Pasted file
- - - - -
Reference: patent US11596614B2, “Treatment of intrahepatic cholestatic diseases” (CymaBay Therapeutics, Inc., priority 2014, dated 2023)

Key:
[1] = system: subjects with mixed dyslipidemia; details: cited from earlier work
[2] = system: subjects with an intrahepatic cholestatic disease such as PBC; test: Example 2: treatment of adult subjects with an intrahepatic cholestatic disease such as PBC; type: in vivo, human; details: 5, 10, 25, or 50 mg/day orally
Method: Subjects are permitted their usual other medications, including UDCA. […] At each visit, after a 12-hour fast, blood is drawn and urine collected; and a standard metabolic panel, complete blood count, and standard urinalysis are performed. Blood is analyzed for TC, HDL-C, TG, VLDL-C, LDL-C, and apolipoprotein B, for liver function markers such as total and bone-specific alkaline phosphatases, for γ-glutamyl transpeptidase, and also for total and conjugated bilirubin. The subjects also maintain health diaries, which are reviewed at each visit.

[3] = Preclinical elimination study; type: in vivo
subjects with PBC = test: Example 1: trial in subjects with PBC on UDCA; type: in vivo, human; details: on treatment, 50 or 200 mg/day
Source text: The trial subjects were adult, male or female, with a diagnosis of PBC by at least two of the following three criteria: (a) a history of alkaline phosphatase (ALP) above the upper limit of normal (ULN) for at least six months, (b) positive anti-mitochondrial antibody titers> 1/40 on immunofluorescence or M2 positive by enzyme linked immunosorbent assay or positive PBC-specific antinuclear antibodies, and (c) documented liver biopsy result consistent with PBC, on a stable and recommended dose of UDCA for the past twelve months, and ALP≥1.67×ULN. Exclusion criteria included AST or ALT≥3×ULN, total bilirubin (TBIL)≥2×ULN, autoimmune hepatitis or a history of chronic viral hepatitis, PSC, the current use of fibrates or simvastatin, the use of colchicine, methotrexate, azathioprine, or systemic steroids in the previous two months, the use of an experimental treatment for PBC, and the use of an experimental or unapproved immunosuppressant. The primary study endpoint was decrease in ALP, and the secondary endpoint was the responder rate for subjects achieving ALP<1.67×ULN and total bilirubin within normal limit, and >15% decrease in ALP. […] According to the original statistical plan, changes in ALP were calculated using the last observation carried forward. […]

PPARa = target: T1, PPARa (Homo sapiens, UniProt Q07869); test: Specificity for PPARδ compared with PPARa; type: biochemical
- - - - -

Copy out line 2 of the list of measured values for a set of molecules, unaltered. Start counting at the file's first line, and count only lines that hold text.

Key: